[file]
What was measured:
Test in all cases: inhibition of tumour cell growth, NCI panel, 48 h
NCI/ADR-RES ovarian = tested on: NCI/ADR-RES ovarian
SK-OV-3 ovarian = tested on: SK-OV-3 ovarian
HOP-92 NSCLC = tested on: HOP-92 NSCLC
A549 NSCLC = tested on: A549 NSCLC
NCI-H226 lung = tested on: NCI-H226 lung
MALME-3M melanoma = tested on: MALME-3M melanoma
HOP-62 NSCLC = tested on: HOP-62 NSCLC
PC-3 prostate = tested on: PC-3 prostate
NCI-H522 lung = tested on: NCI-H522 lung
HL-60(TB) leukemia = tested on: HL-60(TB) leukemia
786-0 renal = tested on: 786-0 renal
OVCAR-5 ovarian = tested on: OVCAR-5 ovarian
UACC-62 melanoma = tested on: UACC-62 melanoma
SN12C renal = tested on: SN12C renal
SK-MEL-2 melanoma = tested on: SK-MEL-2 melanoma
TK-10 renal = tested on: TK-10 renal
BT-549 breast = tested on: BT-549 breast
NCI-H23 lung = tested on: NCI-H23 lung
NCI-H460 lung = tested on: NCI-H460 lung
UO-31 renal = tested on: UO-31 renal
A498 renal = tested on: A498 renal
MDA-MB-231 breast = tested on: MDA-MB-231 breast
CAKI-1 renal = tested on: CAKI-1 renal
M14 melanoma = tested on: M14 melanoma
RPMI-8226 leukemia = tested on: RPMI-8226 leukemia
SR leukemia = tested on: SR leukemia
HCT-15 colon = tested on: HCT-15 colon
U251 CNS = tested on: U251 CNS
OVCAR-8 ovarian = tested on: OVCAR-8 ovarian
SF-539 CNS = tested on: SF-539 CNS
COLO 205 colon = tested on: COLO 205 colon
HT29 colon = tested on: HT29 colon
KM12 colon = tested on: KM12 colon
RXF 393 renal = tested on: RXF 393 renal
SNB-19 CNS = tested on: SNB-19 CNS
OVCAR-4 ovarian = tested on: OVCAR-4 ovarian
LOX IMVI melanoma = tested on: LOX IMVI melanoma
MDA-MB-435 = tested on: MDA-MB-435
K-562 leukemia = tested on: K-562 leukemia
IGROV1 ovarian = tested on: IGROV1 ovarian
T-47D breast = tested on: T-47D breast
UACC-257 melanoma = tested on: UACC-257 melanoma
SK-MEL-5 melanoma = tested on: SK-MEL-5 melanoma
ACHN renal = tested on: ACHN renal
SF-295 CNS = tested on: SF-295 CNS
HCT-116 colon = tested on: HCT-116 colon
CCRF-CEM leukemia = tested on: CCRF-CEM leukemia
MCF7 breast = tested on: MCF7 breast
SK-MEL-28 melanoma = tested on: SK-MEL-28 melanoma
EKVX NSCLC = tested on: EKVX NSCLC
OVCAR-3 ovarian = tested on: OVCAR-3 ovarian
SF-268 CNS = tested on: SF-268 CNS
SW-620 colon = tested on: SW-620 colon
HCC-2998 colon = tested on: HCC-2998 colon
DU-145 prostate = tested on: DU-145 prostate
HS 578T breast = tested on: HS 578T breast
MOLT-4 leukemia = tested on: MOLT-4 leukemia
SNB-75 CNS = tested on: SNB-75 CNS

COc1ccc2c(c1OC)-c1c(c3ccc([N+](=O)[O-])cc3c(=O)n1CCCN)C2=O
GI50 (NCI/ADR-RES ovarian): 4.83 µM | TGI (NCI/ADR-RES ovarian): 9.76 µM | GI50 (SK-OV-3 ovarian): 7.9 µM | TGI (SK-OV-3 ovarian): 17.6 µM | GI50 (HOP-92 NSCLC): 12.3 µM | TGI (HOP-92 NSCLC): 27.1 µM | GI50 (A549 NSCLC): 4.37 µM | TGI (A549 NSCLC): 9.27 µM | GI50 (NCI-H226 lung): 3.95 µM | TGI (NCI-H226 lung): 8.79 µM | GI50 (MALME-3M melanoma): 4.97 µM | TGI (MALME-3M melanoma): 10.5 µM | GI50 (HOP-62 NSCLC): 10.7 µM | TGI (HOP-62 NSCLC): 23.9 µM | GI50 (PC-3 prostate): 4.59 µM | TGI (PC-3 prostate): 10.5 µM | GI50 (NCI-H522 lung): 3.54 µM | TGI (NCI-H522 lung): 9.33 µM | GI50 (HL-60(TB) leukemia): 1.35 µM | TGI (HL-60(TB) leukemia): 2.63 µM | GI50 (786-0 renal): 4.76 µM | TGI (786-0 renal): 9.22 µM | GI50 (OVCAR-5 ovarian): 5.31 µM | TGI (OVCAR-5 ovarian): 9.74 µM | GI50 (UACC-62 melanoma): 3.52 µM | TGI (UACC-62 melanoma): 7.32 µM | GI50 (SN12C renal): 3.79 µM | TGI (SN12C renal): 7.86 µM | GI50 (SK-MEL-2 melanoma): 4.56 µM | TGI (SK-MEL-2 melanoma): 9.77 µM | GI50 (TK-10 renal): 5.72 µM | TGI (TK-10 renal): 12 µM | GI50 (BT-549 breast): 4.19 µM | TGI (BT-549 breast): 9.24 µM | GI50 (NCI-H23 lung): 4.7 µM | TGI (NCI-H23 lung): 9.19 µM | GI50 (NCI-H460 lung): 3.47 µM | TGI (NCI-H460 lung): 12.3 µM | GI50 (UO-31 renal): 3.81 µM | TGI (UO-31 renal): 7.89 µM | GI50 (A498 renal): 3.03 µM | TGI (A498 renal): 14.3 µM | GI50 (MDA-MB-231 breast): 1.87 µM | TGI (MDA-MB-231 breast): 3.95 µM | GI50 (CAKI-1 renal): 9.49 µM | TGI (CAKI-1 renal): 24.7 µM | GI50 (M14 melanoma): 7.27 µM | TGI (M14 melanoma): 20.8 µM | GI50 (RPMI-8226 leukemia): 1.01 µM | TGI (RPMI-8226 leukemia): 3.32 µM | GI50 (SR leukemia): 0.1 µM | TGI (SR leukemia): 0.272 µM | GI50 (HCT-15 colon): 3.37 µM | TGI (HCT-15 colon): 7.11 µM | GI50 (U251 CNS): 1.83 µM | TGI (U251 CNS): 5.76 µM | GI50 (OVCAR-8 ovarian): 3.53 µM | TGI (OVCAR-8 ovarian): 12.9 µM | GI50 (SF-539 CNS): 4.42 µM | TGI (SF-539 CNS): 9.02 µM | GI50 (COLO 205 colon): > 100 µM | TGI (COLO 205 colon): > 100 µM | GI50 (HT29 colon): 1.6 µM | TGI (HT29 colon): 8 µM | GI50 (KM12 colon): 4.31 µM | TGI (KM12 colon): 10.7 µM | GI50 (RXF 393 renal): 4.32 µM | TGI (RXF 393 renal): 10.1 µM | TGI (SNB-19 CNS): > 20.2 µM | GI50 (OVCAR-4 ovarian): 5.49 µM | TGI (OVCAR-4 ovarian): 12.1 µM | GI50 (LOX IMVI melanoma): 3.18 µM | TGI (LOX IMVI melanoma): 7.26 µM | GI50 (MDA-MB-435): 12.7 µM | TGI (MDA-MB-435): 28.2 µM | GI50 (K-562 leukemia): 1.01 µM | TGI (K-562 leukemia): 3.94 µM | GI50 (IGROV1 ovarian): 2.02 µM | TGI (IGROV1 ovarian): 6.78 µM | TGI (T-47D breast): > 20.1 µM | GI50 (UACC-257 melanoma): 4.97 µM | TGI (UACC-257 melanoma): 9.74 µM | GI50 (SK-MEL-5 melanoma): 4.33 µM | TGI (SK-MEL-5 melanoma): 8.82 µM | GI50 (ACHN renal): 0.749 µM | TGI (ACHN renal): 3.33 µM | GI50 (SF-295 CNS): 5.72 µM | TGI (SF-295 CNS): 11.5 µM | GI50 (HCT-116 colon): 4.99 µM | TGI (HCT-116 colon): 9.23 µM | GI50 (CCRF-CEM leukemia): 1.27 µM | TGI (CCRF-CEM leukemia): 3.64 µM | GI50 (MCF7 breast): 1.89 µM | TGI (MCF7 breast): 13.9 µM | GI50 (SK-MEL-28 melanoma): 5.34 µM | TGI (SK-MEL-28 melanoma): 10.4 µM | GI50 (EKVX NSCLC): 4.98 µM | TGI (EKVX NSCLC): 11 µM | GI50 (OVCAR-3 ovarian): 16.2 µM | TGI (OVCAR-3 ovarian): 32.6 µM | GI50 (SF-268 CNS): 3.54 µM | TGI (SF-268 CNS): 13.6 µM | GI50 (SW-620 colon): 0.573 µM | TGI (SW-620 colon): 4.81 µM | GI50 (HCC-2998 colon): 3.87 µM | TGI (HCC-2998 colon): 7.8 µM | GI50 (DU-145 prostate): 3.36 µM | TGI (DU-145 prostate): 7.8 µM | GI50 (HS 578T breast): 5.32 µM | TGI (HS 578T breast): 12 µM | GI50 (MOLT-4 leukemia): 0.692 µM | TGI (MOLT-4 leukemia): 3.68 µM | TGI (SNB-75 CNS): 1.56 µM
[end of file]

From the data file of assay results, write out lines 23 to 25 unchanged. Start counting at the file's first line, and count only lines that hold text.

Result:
A498 renal = tested on: A498 renal
MDA-MB-231 breast = tested on: MDA-MB-231 breast
CAKI-1 renal = tested on: CAKI-1 renal